The U.S. Offer a Green Method of Producing Lithium from Brine

Dec 5th, 2017

A group of scientists from Oak Ridge National Laboratory (ORNL) as a part of the US Department of Energy has created a sorbent to enhance selectivity for lithium. Lithium is the lightest metal highly demanded by the growing industries of electric vehicles, cell phones and other products that use lithium-ion batteries. Experts doubt if the supply of lithium can meet the increasing demand.

A new sorbent can be used for lithium extraction from brines that are released by geothermal power stations in abundant amounts.  The use of an improved sorbent is an eco-friendly way to get lithium from brine.

Geothermal power stations like that near the Salton Sea, California pump water for electricity generation from geothermic deposits. A by-product of this process is a salty solution which contains huge amounts of lithium ppm.

The testing showed that the improved sorbent had trapped over 90% of lithium from the brine solution which also contained boron, calcium, potassium, manganese and sodium.  To release lithium from sorbent the scientists used a dilute solution of lithium chloride. On an industrial scale, the process of lithium capturing from wasted brine takes two hours.  By contrast, it takes a year to harvest lithium from evaporation ponds.  The extraction of lithium from spodumene also consumes much time and effort as spodumene has to be mined, heated and treated with acid. Therefore, the sorbents are a good alternative for producing lithium from brines.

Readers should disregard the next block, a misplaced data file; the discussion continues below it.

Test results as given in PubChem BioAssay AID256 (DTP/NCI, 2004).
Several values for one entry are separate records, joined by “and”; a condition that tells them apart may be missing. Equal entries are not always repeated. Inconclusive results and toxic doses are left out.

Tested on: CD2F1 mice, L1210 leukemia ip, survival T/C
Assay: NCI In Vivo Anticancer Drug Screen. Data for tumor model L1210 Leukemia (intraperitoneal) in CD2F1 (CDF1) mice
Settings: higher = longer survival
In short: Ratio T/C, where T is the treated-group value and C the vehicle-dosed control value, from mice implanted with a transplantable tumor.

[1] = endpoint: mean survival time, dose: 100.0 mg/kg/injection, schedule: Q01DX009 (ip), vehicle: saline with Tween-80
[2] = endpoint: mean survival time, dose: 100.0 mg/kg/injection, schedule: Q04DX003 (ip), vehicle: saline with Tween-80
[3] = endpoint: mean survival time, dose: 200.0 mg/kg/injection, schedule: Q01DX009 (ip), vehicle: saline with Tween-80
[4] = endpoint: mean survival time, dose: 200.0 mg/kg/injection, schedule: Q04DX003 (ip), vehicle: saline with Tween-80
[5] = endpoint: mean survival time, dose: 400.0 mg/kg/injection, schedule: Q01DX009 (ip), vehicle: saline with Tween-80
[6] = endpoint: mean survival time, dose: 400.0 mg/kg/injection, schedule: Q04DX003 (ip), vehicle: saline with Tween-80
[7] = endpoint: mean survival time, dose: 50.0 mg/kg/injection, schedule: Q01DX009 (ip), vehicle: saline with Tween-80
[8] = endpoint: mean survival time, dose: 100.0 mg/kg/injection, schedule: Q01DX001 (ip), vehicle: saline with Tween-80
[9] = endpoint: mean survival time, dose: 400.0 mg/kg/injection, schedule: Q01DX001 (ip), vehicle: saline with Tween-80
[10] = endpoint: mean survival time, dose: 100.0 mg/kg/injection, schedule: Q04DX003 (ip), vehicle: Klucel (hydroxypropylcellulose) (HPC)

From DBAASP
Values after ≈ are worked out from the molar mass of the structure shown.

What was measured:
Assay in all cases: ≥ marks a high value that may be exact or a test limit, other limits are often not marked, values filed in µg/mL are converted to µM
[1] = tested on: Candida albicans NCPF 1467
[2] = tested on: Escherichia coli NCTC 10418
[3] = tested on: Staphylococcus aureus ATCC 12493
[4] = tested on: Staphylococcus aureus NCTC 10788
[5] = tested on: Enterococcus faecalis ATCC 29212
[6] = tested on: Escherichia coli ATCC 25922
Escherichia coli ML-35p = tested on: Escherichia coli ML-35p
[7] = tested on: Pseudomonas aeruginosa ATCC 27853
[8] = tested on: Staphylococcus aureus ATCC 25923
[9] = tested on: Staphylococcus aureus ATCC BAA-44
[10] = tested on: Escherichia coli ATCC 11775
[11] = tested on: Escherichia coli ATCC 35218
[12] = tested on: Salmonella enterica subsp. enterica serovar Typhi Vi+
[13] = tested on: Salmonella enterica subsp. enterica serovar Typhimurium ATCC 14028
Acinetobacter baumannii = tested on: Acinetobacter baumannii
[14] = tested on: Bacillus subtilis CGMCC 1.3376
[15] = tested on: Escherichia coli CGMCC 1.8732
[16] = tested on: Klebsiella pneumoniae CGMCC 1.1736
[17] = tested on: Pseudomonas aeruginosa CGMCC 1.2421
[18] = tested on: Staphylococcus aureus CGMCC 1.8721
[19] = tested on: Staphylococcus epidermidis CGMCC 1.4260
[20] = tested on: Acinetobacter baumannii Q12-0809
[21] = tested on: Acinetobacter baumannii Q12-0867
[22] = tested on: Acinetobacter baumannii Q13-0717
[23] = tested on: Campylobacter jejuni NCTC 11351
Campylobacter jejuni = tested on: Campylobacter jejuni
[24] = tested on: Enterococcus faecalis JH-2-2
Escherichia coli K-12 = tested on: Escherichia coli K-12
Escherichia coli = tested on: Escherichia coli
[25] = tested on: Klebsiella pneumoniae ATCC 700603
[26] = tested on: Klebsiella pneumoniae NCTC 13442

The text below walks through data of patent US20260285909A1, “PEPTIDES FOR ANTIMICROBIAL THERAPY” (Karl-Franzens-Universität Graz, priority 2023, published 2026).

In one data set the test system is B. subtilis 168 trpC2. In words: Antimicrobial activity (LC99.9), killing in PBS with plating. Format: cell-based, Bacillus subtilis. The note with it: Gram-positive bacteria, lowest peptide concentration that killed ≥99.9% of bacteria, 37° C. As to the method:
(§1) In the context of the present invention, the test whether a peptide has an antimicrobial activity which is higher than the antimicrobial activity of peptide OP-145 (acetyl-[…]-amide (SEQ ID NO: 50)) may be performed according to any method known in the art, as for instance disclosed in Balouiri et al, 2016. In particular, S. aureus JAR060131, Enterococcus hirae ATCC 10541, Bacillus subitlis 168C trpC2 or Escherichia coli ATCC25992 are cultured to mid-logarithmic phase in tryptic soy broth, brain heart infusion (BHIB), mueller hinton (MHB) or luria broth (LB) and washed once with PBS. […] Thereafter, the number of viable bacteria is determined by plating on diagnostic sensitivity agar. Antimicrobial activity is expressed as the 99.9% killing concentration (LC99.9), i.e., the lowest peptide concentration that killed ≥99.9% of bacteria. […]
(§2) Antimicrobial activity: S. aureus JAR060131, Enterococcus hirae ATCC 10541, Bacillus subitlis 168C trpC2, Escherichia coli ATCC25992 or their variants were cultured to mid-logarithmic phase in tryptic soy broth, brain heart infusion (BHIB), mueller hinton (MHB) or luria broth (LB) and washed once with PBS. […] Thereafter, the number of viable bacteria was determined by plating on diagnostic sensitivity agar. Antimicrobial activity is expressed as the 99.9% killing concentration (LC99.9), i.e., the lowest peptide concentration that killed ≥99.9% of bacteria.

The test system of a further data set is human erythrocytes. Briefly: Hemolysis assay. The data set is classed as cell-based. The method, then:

The selectivity of this method is hundred times higher for lithium, potassium and sodium. The sorbents containing hydrogen titanates (H4O4Ti) and delithiated manganese oxides (Li2MnO3) can absorb more lithium parts. However, the extraction of lithium from these sorbents requires acid treatment which is not friendly to the environment.

To produce impurity-free lithium chloride on a commercial scale, the U.S. plans to build an extraction plant near the Salton Sea where a new sorbent will be used. Here lithium chloride can be turned into lithium carbonate for batteries production. The expected annual capacity of the plant is 15,000 tons of lithium carbonate.